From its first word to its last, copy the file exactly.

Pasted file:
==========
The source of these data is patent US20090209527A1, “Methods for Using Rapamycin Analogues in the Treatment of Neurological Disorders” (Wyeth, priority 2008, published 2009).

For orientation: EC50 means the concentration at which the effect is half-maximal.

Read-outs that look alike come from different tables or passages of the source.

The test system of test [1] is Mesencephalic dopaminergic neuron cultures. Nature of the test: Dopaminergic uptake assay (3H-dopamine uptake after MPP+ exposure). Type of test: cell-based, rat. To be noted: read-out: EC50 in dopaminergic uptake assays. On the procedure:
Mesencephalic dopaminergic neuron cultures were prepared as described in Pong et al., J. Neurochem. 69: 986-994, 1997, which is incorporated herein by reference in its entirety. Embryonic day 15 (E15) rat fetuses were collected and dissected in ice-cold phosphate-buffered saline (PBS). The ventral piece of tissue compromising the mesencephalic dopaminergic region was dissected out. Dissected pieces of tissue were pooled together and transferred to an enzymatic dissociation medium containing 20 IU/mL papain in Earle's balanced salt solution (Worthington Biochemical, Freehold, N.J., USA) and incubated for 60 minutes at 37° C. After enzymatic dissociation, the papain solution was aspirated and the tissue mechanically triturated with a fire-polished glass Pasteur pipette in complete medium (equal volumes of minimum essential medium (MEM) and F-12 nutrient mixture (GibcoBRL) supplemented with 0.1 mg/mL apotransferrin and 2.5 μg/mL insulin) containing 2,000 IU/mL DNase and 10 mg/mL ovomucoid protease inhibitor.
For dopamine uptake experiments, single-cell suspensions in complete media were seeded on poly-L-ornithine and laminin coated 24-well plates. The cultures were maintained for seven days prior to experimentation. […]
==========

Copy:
The source of these data is patent US20090209527A1, “Methods for Using Rapamycin Analogues in the Treatment of Neurological Disorders” (Wyeth, priority 2008, published 2009).

For orientation: EC50 means the concentration at which the effect is half-maximal.

Read-outs that look alike come from different tables or passages of the source.

The test system of test [1] is Mesencephalic dopaminergic neuron cultures. Nature of the test: Dopaminergic uptake assay (3H-dopamine uptake after MPP+ exposure). Type of test: cell-based, rat. To be noted: read-out: EC50 in dopaminergic uptake assays. On the procedure:
Mesencephalic dopaminergic neuron cultures were prepared as described in Pong et al., J. Neurochem. 69: 986-994, 1997, which is incorporated herein by reference in its entirety. Embryonic day 15 (E15) rat fetuses were collected and dissected in ice-cold phosphate-buffered saline (PBS). The ventral piece of tissue compromising the mesencephalic dopaminergic region was dissected out. Dissected pieces of tissue were pooled together and transferred to an enzymatic dissociation medium containing 20 IU/mL papain in Earle's balanced salt solution (Worthington Biochemical, Freehold, N.J., USA) and incubated for 60 minutes at 37° C. After enzymatic dissociation, the papain solution was aspirated and the tissue mechanically triturated with a fire-polished glass Pasteur pipette in complete medium (equal volumes of minimum essential medium (MEM) and F-12 nutrient mixture (GibcoBRL) supplemented with 0.1 mg/mL apotransferrin and 2.5 μg/mL insulin) containing 2,000 IU/mL DNase and 10 mg/mL ovomucoid protease inhibitor.
For dopamine uptake experiments, single-cell suspensions in complete media were seeded on poly-L-ornithine and laminin coated 24-well plates. The cultures were maintained for seven days prior to experimentation. […]